Why is Caltrain doing this? They say it is because the trees on the right-of-way "interfere" with their plans for electrification. Therefore, they have to be taken out. Of course, Caltrain cannot be bothered to keep the trees pruned so that removal is unnecessary. That would be too much trouble on an annual basis.
Of course, once the trees are removed, it will be too late to do anything about it. The damage is irretrievable. Therefore, local residents better wake up and do something about it before the removal starts. Following is the catalog of the damage:
• Historical beauty: The Midpeninsula is famous for its beauty and its trees; in fact, Menlo Park's motto is "The City of Trees." These trees line a right-of-way that goes through the heart of our beautiful towns and cities — not blighted towns and cities, but truly beautiful. Imagine the ugliness that will result when our trees are removed: The Midpeninsula will look like the railroad trip from Newark, New Jersey, to Philadelphia — ugly, urbanized, blighted, denuded of vegetation. The historical beauty of the Midpeninsula will be destroyed forever.
•Property values: Obviously, thousands of homes for blocks on both sides of the right-of-way will suffer serious declines in property values as the beauty of the neighborhood disappears.
• No screen: The trees act as a filter or screen for pollution and dust picked up by the train. If you think an electric train will not kick up dust and particles from the earth and air, you are crazy. The filter action provided by the trees will no longer exist.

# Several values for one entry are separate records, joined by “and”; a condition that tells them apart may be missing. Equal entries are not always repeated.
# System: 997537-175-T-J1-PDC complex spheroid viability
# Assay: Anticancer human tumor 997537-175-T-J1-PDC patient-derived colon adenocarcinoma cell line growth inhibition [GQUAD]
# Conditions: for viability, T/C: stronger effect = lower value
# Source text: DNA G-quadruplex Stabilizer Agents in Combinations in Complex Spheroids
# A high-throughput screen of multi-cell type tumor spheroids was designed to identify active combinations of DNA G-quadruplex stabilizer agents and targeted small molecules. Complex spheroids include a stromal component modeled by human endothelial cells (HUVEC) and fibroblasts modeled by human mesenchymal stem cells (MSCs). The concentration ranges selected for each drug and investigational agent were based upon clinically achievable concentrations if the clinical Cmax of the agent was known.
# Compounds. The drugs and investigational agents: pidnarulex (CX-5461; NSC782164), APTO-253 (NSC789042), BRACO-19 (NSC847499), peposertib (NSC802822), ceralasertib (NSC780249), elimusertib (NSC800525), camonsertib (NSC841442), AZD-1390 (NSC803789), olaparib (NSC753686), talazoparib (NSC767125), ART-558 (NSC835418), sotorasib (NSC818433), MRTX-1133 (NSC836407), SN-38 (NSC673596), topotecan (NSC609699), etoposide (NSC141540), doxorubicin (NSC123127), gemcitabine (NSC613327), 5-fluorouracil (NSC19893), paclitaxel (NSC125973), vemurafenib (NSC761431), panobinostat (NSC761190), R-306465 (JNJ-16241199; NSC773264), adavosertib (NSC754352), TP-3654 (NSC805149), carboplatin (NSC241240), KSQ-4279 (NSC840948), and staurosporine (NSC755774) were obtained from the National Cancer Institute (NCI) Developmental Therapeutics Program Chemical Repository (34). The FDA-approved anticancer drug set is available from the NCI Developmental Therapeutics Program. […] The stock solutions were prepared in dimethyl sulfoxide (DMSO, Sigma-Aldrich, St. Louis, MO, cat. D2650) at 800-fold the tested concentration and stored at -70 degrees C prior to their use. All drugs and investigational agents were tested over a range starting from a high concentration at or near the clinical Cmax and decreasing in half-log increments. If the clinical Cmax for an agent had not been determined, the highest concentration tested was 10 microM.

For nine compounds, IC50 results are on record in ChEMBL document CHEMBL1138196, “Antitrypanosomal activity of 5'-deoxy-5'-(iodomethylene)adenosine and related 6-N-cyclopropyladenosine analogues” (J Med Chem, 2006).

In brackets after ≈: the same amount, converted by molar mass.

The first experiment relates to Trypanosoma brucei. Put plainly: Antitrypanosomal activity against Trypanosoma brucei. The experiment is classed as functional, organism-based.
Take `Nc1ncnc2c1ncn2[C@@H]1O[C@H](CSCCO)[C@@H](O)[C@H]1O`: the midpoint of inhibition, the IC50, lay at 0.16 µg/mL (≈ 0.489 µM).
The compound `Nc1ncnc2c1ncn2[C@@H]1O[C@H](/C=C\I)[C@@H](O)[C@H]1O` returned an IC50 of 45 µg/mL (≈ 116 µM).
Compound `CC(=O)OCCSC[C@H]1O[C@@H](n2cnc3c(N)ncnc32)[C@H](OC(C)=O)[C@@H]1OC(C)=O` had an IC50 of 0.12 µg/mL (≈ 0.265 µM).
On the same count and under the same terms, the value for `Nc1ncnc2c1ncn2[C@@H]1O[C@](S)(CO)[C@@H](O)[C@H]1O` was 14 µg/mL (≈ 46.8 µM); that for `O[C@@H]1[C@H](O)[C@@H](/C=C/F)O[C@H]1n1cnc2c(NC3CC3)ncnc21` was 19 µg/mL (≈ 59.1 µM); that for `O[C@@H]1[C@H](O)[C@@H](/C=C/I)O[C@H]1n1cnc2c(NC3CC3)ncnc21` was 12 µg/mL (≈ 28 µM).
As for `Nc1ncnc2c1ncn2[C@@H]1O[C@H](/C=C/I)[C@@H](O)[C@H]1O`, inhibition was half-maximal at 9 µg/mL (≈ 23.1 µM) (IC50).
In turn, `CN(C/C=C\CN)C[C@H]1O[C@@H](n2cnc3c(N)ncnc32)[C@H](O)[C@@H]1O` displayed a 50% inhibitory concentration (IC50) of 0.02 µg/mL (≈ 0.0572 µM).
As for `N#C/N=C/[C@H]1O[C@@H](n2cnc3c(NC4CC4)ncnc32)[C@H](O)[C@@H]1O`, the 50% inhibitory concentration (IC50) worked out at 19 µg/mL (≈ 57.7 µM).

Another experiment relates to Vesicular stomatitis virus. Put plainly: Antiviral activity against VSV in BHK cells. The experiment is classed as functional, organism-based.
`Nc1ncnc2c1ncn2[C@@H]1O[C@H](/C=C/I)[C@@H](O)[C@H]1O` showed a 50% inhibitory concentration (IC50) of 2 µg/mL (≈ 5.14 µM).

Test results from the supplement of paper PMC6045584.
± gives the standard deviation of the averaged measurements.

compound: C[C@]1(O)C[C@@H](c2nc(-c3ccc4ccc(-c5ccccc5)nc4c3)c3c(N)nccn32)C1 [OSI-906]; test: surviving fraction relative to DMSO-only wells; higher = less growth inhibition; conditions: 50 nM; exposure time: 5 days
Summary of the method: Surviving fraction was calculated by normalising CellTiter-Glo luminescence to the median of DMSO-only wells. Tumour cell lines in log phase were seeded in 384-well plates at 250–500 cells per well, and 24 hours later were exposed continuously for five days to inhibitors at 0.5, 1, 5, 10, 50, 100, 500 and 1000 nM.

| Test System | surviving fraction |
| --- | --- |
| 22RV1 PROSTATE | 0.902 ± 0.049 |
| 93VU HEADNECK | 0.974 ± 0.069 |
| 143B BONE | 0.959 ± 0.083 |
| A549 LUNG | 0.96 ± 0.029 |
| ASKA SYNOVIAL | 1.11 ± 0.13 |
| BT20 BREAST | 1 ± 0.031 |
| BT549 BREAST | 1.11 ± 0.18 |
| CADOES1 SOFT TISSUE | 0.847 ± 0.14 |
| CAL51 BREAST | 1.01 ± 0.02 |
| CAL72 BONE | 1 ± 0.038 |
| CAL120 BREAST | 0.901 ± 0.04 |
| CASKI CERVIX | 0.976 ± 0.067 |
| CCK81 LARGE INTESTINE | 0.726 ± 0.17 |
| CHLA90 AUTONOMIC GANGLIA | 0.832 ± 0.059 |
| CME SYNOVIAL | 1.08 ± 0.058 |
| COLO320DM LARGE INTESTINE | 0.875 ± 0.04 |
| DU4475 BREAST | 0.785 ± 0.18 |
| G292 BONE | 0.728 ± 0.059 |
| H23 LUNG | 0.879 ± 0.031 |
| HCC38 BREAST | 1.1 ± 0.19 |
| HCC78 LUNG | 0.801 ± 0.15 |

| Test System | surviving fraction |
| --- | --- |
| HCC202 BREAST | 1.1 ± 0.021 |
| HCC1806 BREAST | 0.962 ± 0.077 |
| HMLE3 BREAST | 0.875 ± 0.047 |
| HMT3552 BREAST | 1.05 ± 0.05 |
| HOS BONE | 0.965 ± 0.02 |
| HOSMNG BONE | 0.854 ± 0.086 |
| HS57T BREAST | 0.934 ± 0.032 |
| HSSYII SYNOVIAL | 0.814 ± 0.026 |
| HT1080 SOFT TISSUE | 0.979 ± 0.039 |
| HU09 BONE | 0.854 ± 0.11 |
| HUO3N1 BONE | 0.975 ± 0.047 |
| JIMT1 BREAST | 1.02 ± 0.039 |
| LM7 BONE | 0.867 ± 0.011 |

• Bird habitat: The trees are the habitat for many birds. Why aren't bird lovers and bird-watchers up in arms along with clubs like the Audubon Society?
• Noise: The trees act as a barrier for noise, just like a sound wall (except trees are much more beautiful). Electric trains are not quiet; the noise will increase, especially if they are elevated.
We do not need an electrified Caltrain. The Peninsula has become "conflicted." Residents know the disadvantages of electrification, but they seem to be in love with an electrified Caltrain.
If you get to the Museum of Modern Art in San Francisco four and a half minutes earlier than you would on a modern diesel train with an electric motor is the slight difference in arrival time worth the destruction of hundreds of our trees and the radical change in the beauty of our Peninsula?
And what about the cost? The electrification program for the entire corridor is going to cost $1.5 billion. If hundreds of millions of dollars could be saved, with an alternative, would it be worth it? Caltrain has suppressed all discussions of any alternative, blanketing the Peninsula with the argument that its survival depends on electrification, with that as the only solution.
However, as Jack Ringham and Paul Jones of the Atherton Rail Committee have demonstrated, modern diesel alternatives (called DMUs) with electric motors inside, can do the job. These are modern diesel locomotives, not what Caltrain is currently utilizing. They can pull lightweight cars, not the heavy steel cars that are presently being pulled. The speed, the efficiency, and the acceleration are virtually identical to Caltrain's electrified proposal with its ugly catenary towers and 55 miles of complicated and elevated wiring, which is deleterious to the ambience of our towns.
Have you checked the cost of electricity lately? And do you realize that electricity is generated by fossil fuels (all you environmentalists pay attention)? In the long run, self-propelled diesel will require less energy, with the United States fast moving in the direction of energy independence once our resources are released.
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